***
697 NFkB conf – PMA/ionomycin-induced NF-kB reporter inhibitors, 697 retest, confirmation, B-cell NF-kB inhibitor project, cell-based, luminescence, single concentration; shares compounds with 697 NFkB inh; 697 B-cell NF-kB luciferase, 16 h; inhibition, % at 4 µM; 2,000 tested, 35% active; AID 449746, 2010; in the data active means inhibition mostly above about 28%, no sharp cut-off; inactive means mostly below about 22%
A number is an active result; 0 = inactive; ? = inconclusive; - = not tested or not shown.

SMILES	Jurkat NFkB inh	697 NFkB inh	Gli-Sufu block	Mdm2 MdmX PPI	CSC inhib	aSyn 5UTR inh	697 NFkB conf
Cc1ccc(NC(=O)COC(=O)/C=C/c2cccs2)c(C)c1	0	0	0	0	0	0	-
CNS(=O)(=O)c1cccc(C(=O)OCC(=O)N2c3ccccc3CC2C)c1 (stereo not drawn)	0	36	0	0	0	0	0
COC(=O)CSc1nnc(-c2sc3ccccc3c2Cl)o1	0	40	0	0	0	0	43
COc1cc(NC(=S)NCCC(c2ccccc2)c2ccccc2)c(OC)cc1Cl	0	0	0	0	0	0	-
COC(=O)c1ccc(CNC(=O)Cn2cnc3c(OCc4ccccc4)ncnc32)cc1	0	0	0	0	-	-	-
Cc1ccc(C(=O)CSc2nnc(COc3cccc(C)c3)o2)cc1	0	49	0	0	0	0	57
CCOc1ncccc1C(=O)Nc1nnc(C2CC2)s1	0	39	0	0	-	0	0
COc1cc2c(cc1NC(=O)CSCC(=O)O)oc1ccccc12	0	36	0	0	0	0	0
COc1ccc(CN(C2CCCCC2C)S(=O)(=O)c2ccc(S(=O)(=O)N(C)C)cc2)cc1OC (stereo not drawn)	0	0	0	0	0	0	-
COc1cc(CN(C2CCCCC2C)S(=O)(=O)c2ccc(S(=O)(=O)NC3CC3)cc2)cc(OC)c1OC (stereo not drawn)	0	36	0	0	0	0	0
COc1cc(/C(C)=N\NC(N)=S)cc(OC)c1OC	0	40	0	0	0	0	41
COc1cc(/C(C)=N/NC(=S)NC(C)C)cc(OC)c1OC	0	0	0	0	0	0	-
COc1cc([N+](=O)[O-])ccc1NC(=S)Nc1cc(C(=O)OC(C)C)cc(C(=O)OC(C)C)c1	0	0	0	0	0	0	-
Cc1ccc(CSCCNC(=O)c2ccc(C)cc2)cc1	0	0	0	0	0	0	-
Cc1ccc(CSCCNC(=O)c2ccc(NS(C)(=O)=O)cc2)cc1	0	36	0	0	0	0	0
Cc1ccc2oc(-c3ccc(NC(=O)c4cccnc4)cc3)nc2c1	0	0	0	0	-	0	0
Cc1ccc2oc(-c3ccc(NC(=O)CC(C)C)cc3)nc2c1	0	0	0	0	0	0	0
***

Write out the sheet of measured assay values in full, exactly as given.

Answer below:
697 NFkB conf – PMA/ionomycin-induced NF-kB reporter inhibitors, 697 retest, confirmation, B-cell NF-kB inhibitor project, cell-based, luminescence, single concentration; shares compounds with 697 NFkB inh; 697 B-cell NF-kB luciferase, 16 h; inhibition, % at 4 µM; 2,000 tested, 35% active; AID 449746, 2010; in the data active means inhibition mostly above about 28%, no sharp cut-off; inactive means mostly below about 22%
A number is an active result; 0 = inactive; ? = inconclusive; - = not tested or not shown.

SMILES	Jurkat NFkB inh	697 NFkB inh	Gli-Sufu block	Mdm2 MdmX PPI	CSC inhib	aSyn 5UTR inh	697 NFkB conf
Cc1ccc(NC(=O)COC(=O)/C=C/c2cccs2)c(C)c1	0	0	0	0	0	0	-
CNS(=O)(=O)c1cccc(C(=O)OCC(=O)N2c3ccccc3CC2C)c1 (stereo not drawn)	0	36	0	0	0	0	0
COC(=O)CSc1nnc(-c2sc3ccccc3c2Cl)o1	0	40	0	0	0	0	43
COc1cc(NC(=S)NCCC(c2ccccc2)c2ccccc2)c(OC)cc1Cl	0	0	0	0	0	0	-
COC(=O)c1ccc(CNC(=O)Cn2cnc3c(OCc4ccccc4)ncnc32)cc1	0	0	0	0	-	-	-
Cc1ccc(C(=O)CSc2nnc(COc3cccc(C)c3)o2)cc1	0	49	0	0	0	0	57
CCOc1ncccc1C(=O)Nc1nnc(C2CC2)s1	0	39	0	0	-	0	0
COc1cc2c(cc1NC(=O)CSCC(=O)O)oc1ccccc12	0	36	0	0	0	0	0
COc1ccc(CN(C2CCCCC2C)S(=O)(=O)c2ccc(S(=O)(=O)N(C)C)cc2)cc1OC (stereo not drawn)	0	0	0	0	0	0	-
COc1cc(CN(C2CCCCC2C)S(=O)(=O)c2ccc(S(=O)(=O)NC3CC3)cc2)cc(OC)c1OC (stereo not drawn)	0	36	0	0	0	0	0
COc1cc(/C(C)=N\NC(N)=S)cc(OC)c1OC	0	40	0	0	0	0	41
COc1cc(/C(C)=N/NC(=S)NC(C)C)cc(OC)c1OC	0	0	0	0	0	0	-
COc1cc([N+](=O)[O-])ccc1NC(=S)Nc1cc(C(=O)OC(C)C)cc(C(=O)OC(C)C)c1	0	0	0	0	0	0	-
Cc1ccc(CSCCNC(=O)c2ccc(C)cc2)cc1	0	0	0	0	0	0	-
Cc1ccc(CSCCNC(=O)c2ccc(NS(C)(=O)=O)cc2)cc1	0	36	0	0	0	0	0
Cc1ccc2oc(-c3ccc(NC(=O)c4cccnc4)cc3)nc2c1	0	0	0	0	-	0	0
Cc1ccc2oc(-c3ccc(NC(=O)CC(C)C)cc3)nc2c1	0	0	0	0	0	0	0